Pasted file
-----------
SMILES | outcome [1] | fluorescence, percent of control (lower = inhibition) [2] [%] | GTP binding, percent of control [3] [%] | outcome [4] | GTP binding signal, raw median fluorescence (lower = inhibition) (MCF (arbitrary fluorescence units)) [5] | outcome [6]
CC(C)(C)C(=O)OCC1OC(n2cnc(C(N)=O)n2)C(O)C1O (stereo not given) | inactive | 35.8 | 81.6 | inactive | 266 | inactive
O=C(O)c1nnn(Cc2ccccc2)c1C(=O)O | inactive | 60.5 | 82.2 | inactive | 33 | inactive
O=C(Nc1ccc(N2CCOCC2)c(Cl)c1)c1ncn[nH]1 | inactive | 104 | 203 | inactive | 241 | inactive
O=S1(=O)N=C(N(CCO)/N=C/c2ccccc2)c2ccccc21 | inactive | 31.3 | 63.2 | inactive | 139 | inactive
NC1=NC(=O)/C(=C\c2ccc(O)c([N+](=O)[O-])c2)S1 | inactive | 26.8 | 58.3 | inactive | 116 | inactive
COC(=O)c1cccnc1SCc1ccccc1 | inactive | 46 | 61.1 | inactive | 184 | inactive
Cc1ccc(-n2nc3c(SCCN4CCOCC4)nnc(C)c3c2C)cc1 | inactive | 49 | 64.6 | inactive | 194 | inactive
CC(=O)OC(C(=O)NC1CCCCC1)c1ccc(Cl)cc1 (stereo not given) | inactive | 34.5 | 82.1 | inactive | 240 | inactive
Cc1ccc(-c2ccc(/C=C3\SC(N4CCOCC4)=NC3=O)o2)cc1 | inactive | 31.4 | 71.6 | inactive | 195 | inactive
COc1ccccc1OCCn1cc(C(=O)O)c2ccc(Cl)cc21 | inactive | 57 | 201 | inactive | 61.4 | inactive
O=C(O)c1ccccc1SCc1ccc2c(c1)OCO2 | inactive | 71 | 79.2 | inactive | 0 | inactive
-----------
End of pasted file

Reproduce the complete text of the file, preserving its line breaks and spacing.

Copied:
SMILES | outcome [1] | fluorescence, percent of control (lower = inhibition) [2] [%] | GTP binding, percent of control [3] [%] | outcome [4] | GTP binding signal, raw median fluorescence (lower = inhibition) (MCF (arbitrary fluorescence units)) [5] | outcome [6]
CC(C)(C)C(=O)OCC1OC(n2cnc(C(N)=O)n2)C(O)C1O (stereo not given) | inactive | 35.8 | 81.6 | inactive | 266 | inactive
O=C(O)c1nnn(Cc2ccccc2)c1C(=O)O | inactive | 60.5 | 82.2 | inactive | 33 | inactive
O=C(Nc1ccc(N2CCOCC2)c(Cl)c1)c1ncn[nH]1 | inactive | 104 | 203 | inactive | 241 | inactive
O=S1(=O)N=C(N(CCO)/N=C/c2ccccc2)c2ccccc21 | inactive | 31.3 | 63.2 | inactive | 139 | inactive
NC1=NC(=O)/C(=C\c2ccc(O)c([N+](=O)[O-])c2)S1 | inactive | 26.8 | 58.3 | inactive | 116 | inactive
COC(=O)c1cccnc1SCc1ccccc1 | inactive | 46 | 61.1 | inactive | 184 | inactive
Cc1ccc(-n2nc3c(SCCN4CCOCC4)nnc(C)c3c2C)cc1 | inactive | 49 | 64.6 | inactive | 194 | inactive
CC(=O)OC(C(=O)NC1CCCCC1)c1ccc(Cl)cc1 (stereo not given) | inactive | 34.5 | 82.1 | inactive | 240 | inactive
Cc1ccc(-c2ccc(/C=C3\SC(N4CCOCC4)=NC3=O)o2)cc1 | inactive | 31.4 | 71.6 | inactive | 195 | inactive
COc1ccccc1OCCn1cc(C(=O)O)c2ccc(Cl)cc21 | inactive | 57 | 201 | inactive | 61.4 | inactive
O=C(O)c1ccccc1SCc1ccc2c(c1)OCO2 | inactive | 71 | 79.2 | inactive | 0 | inactive